• Play with your puppy should always involve using a toy, not your hands

I love this bit, because it gives me a great excuse to buy loads of new toys!!!

Encouraging your puppy to engage with you through the use of toys, rather than wrestling and rough play with your hands, helps him to understand that his teeth don’t belong on your skin. Use soft toys to engage in a game of tug-of-war or fetch. The more you play controlled tug games with your puppy, the better he’ll get at instantly releasing the toy when you ask (to start with, just hold a tasty treat to his nose and wait for him to let go) and waiting patiently for the game to start again. He’ll learn that the opportunity to play is dependent on demonstrating impulse control. Rough and tumble games just gives your puppy permission to bite! 

Toys are also great for redirecting a puppy who is latching onto your dressing gown or trouser leg.  Just keep still and produce a toy … waggle it around to make it exciting.

  • Ensure they are getting enough sleep and that they go take a nap when it’s needed. At around 7pm many puppy owners complain their puppy’s biting gets worse.  This is the time you should put him in his crate for a nap. 
  • Give plenty of safe chew items for your puppy to chomp on to relieve the pain from sore gums.  Something like a nice cold carrot, or a stuffed, frozen Kong.
  • If you’ve just come in from work to be greeted by a loony tunes! Get yourself changed, pour that glass of wine and get your toys ready.  If you have children with friends over, anticipate that it’s probably going to get loud and energetic, and it’s maybe best puppy stays in a different room with some tasty chew item.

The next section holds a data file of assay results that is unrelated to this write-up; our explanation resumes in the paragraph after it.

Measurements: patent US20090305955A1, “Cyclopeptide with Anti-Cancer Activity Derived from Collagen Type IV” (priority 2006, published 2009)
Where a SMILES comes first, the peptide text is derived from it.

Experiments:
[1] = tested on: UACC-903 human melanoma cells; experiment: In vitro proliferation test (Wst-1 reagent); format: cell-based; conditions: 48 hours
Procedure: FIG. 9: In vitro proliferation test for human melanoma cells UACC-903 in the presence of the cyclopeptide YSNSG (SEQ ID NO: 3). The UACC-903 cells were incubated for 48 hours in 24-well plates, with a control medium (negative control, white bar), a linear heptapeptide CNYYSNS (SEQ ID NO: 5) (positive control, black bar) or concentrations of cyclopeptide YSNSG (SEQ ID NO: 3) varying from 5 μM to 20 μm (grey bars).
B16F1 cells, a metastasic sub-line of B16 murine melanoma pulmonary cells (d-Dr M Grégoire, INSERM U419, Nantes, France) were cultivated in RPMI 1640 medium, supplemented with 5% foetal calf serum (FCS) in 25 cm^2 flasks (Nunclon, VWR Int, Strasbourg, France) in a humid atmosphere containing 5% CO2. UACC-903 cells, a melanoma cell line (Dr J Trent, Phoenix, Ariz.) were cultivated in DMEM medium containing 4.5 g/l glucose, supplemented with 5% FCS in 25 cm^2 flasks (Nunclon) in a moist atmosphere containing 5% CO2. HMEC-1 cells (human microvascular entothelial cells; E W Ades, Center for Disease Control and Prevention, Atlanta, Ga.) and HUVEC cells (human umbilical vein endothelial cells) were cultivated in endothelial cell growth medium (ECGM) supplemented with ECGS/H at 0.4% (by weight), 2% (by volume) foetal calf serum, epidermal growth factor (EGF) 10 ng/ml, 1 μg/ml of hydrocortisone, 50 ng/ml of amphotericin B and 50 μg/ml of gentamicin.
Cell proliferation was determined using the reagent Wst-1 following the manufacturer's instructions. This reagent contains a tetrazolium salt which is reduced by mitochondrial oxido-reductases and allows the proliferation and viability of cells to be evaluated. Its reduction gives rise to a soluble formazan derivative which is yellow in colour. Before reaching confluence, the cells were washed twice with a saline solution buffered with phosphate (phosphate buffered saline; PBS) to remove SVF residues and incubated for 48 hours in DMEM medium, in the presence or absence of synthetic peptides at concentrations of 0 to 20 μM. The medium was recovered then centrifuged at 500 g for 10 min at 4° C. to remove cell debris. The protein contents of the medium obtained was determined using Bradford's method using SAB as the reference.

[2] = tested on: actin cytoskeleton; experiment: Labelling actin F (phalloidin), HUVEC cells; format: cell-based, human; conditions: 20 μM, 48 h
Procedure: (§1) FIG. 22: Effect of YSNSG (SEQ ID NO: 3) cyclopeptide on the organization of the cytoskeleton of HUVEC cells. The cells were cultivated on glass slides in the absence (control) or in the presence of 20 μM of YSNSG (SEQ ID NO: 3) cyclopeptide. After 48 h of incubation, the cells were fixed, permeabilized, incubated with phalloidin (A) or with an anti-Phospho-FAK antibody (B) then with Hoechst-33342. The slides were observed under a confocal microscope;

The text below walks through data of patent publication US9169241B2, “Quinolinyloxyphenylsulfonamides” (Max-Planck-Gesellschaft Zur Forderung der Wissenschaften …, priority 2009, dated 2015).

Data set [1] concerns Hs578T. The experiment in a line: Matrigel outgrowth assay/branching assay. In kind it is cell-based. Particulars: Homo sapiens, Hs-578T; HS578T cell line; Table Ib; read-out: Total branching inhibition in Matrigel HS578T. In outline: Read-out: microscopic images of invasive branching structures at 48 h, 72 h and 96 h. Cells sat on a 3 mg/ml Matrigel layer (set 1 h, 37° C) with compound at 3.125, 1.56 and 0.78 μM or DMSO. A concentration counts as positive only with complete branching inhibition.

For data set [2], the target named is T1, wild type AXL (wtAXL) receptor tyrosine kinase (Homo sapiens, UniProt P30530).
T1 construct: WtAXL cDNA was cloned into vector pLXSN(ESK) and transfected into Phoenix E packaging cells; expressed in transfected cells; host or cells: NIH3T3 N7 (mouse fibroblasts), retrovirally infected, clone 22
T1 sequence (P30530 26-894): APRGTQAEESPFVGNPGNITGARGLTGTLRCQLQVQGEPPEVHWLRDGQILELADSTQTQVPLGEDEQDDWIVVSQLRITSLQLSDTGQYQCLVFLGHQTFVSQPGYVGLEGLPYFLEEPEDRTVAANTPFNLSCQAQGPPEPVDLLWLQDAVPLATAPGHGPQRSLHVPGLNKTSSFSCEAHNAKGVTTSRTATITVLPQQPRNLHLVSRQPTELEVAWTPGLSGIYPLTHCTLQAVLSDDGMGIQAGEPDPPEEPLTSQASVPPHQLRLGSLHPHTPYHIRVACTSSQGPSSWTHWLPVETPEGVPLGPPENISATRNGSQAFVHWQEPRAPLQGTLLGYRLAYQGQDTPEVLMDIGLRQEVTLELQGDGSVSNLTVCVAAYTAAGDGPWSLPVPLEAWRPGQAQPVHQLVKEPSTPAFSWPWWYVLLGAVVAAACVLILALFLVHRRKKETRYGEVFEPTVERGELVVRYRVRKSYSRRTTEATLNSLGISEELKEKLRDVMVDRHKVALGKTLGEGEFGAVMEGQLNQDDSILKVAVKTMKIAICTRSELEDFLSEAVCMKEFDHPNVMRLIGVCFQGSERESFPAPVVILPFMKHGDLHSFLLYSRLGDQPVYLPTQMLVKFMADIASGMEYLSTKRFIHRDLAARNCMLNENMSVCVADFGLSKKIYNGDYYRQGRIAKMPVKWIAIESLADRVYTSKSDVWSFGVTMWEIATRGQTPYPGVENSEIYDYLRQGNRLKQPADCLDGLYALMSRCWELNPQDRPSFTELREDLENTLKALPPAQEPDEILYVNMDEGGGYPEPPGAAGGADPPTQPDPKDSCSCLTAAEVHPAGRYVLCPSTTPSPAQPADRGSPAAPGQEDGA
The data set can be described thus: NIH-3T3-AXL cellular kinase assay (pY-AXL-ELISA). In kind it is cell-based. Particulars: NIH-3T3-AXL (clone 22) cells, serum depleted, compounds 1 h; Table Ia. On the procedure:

• Give your puppy lots of things to do where he has to use his brain.  I don’t mean getting out the Sudoku! Things like using his nose to sniff out his dinner.  There are loads of interactive food toys on the market.
  • Check out body language, is puppy concerned about something you are trying to do? For example, some puppies don’t like being picked up. While we shouldn’t force any dog to do something they don’t want to do, there may be times when you need to pick your puppy up, so you’ll need to gently show him that picking him up is a pleasant experience.  You should probably consider getting some extra help with this one.


Puppy biting will not stop immediately. Instead, it should become less and less hard over 3 to 4 weeks (it will usually go on for much longer than this). But you do need to be consistent as it takes many repetitions before your puppy understands that biting results in the loss of fun and a loss of your attention.

Be calm, be patient.

There’s lots of harmful recommendations given to new puppy owners about dealing with puppy biting … usually involving rolling your puppy onto his back, holding his mouth shut, using loud noises to startle, biting his ears!  But please, please, PLEASE, keep in mind that your puppy is just like a human baby.  They explore their new world with their mouths and your puppy is doing this too (except babies have soft gums!).  Your puppy is not being naughty on purpose, or acting out of spite.  We just need to show him how to do things the human way!

My training programmes are here to help you.